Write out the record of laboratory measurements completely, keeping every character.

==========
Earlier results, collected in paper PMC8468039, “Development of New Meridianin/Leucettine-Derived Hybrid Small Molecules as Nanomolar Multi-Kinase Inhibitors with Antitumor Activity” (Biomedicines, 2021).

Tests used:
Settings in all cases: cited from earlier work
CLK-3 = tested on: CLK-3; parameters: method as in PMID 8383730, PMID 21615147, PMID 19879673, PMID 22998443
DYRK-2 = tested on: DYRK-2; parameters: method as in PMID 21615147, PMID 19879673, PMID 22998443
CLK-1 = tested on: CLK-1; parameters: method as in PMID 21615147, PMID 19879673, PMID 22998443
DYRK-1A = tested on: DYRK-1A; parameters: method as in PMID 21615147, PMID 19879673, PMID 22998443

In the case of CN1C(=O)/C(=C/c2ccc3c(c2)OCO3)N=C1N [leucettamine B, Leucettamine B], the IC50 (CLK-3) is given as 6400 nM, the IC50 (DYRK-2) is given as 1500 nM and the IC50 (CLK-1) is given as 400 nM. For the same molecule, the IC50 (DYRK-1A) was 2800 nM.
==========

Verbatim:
Earlier results, collected in paper PMC8468039, “Development of New Meridianin/Leucettine-Derived Hybrid Small Molecules as Nanomolar Multi-Kinase Inhibitors with Antitumor Activity” (Biomedicines, 2021).

Tests used:
Settings in all cases: cited from earlier work
CLK-3 = tested on: CLK-3; parameters: method as in PMID 8383730, PMID 21615147, PMID 19879673, PMID 22998443
DYRK-2 = tested on: DYRK-2; parameters: method as in PMID 21615147, PMID 19879673, PMID 22998443
CLK-1 = tested on: CLK-1; parameters: method as in PMID 21615147, PMID 19879673, PMID 22998443
DYRK-1A = tested on: DYRK-1A; parameters: method as in PMID 21615147, PMID 19879673, PMID 22998443

In the case of CN1C(=O)/C(=C/c2ccc3c(c2)OCO3)N=C1N [leucettamine B, Leucettamine B], the IC50 (CLK-3) is given as 6400 nM, the IC50 (DYRK-2) is given as 1500 nM and the IC50 (CLK-1) is given as 400 nM. For the same molecule, the IC50 (DYRK-1A) was 2800 nM.